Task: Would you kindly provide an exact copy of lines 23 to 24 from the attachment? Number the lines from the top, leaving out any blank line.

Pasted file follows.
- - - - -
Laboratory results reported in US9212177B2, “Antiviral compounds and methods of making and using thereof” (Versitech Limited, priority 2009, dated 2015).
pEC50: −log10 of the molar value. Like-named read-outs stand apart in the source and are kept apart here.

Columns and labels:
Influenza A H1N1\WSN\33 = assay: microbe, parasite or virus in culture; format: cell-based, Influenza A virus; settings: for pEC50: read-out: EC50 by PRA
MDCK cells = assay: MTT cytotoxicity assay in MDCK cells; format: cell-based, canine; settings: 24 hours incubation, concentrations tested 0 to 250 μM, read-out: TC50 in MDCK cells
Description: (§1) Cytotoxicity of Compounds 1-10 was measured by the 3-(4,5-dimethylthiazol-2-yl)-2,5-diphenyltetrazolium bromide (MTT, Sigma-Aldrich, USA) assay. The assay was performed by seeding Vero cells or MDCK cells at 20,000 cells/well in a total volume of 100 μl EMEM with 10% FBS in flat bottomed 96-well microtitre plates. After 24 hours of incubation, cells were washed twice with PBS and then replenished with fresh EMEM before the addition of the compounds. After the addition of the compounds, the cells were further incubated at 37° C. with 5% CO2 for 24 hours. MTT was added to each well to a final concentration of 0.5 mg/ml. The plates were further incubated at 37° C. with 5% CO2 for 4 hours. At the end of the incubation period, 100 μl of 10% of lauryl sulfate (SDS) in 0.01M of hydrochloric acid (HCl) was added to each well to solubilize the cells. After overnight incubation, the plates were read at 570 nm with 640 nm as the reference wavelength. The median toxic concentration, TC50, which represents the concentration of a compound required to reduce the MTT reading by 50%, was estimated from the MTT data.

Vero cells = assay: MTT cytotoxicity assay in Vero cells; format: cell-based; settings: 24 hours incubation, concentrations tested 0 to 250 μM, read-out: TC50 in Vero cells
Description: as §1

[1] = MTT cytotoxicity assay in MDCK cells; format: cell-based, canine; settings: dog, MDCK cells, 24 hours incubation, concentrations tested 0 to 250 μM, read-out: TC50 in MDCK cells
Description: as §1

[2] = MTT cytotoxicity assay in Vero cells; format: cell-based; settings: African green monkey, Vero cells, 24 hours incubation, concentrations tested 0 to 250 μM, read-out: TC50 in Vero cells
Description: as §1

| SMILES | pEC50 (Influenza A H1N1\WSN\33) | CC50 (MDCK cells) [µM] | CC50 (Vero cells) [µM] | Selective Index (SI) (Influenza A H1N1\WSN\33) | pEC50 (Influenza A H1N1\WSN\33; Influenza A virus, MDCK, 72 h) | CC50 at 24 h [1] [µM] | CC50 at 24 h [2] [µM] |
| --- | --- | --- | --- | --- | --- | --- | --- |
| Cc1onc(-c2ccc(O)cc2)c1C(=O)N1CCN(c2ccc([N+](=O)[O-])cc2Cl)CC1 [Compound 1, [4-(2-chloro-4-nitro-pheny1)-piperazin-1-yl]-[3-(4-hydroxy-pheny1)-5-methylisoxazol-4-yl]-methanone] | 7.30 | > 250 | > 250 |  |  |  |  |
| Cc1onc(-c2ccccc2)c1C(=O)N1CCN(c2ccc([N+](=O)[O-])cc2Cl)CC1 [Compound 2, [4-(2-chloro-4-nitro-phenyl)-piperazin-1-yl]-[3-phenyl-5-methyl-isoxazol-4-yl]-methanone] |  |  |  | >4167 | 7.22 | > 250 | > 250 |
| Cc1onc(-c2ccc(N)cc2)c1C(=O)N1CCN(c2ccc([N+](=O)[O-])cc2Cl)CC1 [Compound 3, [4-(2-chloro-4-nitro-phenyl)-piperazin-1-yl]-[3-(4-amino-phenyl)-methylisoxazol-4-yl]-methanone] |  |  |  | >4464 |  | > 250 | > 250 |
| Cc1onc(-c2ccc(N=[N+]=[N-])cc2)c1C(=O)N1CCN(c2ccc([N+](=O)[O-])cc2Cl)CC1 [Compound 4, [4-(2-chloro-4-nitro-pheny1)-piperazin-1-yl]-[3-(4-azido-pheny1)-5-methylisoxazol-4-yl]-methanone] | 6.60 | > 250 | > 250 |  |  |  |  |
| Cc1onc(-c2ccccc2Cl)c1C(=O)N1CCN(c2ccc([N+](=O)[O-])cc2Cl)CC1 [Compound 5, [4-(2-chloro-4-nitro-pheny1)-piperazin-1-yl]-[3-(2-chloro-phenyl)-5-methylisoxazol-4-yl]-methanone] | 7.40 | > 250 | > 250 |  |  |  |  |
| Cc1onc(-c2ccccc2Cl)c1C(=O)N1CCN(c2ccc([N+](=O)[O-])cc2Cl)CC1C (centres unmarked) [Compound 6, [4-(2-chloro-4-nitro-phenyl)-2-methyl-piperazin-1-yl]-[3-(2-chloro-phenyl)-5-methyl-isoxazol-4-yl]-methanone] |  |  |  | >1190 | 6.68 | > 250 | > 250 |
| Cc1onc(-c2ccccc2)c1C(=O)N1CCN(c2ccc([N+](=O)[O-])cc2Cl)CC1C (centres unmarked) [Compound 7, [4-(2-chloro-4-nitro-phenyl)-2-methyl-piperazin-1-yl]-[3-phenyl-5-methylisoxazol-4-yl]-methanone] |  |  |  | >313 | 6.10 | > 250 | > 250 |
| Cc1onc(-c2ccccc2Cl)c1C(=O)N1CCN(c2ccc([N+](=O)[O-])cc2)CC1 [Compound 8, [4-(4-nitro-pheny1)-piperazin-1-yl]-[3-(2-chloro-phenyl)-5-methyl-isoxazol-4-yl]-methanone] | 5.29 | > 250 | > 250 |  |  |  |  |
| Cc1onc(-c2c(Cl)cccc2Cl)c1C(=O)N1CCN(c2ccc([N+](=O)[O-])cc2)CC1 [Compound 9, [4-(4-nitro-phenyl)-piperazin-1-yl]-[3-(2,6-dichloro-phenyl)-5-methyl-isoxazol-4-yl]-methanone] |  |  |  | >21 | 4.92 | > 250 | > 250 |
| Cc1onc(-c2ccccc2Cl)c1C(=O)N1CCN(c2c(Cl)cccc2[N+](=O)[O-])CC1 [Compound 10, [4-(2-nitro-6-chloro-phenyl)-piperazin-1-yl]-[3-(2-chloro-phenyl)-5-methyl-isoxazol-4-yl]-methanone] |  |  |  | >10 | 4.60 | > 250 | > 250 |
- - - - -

| Cc1onc(-c2c(Cl)cccc2Cl)c1C(=O)N1CCN(c2ccc([N+](=O)[O-])cc2)CC1 [Compound 9, [4-(4-nitro-phenyl)-piperazin-1-yl]-[3-(2,6-dichloro-phenyl)-5-methyl-isoxazol-4-yl]-methanone] |  |  |  | >21 | 4.92 | > 250 | > 250 |
| Cc1onc(-c2ccccc2Cl)c1C(=O)N1CCN(c2c(Cl)cccc2[N+](=O)[O-])CC1 [Compound 10, [4-(2-nitro-6-chloro-phenyl)-piperazin-1-yl]-[3-(2-chloro-phenyl)-5-methyl-isoxazol-4-yl]-methanone] |  |  |  | >10 | 4.60 | > 250 | > 250 |